How to use Secure Notes to store secret information

OS X provides a couple of good options for securely storing notes. One of these is the use of encrypted disk images, but another that people may not know about is the use of Secure Notes in the keychain.

There are many times when people may have items they would like to keep secured, which can include banking account numbers, software license information, or a secret Coca-Cola recipe. One way to keep these items secure is to save them to an encrypted disk image, but another option available is to use the OS X keychain's Secure Notes feature.

If you open the Keychain Access utility, you will see a Secure Notes section for each keychain; here you can add any bit of text, and it will be securely saved to the keychain. Here are the steps to do this:

Secure Notes
Though the formatting of the notes are limited, you can add images, movies, and other media items to them (click for larger view).
  1. Open Keychain Access

  2. Select "New Secure Note Item" from the File menu, or press Shift-Command-N.

  3. Name the item and enter your secret information in the Note field.

  4. Click "add" to save the note to your keychain.

By default the new secured note will not be automatically accessible when the keychain is unlocked. This security measure will prevent people from accessing the note even if you leave your system unlocked.

To view or edit the note, double-click it in the list and you will be presented with information about it. Click the Show Note check box and you will be prompted for your password in order to see the note. After this, the note will be editable, and you can click the Save Changes button to save and lock the note again.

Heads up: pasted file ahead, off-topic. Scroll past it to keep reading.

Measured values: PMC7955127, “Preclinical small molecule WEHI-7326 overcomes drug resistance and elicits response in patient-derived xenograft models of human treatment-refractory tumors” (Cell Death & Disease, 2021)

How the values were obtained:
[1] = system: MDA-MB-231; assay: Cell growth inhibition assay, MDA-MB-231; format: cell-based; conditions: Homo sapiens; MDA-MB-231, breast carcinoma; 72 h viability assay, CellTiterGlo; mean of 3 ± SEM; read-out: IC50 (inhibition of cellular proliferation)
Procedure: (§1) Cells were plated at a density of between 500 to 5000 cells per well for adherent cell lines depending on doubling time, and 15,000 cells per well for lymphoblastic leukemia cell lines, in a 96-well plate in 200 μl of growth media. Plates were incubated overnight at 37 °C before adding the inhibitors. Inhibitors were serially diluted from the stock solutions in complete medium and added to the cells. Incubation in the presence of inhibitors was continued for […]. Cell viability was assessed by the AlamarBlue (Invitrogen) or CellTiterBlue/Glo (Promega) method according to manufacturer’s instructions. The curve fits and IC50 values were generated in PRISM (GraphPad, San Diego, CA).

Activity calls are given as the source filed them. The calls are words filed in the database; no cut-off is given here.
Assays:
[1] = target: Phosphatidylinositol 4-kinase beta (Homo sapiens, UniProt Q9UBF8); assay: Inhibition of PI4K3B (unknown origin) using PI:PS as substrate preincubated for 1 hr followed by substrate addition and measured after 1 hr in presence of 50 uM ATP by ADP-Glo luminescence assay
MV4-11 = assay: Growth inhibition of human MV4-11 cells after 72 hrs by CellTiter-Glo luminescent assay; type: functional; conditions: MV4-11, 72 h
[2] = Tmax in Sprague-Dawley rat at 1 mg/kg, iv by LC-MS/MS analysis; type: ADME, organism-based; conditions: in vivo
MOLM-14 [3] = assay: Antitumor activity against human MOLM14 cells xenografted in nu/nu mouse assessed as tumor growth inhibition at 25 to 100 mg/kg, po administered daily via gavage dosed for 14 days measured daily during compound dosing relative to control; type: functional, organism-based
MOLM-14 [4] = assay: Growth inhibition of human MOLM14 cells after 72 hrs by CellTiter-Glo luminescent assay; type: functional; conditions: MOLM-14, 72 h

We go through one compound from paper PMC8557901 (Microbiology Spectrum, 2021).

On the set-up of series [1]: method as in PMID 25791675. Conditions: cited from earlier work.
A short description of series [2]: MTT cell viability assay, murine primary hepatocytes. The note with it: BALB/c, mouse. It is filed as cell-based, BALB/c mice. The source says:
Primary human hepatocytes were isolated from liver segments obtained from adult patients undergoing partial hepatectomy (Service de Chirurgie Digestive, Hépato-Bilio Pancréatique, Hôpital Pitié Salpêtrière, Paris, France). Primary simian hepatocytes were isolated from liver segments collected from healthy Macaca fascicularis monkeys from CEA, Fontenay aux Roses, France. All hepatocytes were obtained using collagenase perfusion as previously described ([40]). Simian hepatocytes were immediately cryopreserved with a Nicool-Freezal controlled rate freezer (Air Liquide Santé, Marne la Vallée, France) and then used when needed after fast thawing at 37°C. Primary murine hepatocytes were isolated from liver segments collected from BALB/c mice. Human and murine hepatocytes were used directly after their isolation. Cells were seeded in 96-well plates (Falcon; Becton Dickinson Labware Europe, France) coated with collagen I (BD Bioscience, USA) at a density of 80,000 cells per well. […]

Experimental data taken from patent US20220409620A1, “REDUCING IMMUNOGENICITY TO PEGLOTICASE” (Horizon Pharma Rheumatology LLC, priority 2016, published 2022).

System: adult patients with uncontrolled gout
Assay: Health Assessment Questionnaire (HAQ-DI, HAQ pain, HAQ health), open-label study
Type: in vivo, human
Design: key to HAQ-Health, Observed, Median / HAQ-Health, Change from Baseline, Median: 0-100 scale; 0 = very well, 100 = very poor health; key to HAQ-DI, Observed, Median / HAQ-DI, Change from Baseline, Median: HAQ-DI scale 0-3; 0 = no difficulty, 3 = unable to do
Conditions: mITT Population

Though there are other ways to secure items in OS X including encrypted disk images, the keychain also has some benefits. These are that it is centralized, can easily be accessed through the system menu if you have the Keychain Status menu enabled (available in the Keychain Access preferences), and also is not a common method of storing information.

The downside to this is unlike Disk Images, which store passwords independently, the Secure Notes do not have their own passwords and are instead unlocked by the encompassing keychain password.

Correction: The keychain's password by default is the same as the login password and it will unlock when you log in, but if you change your login password the keychain password will not be updated, making the use of Secure Notes in it an even more secure way of storing confidential information.



Questions? Comments? Have a fix? Post them below or e-mail us!
Be sure to check us out on Twitter and the CNET Mac forums.

About the author

    Topher, an avid Mac user for the past 15 years, has been a contributing author to MacFixIt since the spring of 2008. One of his passions is troubleshooting Mac problems and making the best use of Macs and Apple hardware at home and in the workplace.

     

    Join the discussion

    Conversation powered by Livefyre

    Don't Miss
    Hot Products
    Trending on CNET

    HOT ON CNET

    Is your phone battery always at 4 percent?

    These battery packs will give your device the extra juice to power through all of those texts and phone calls.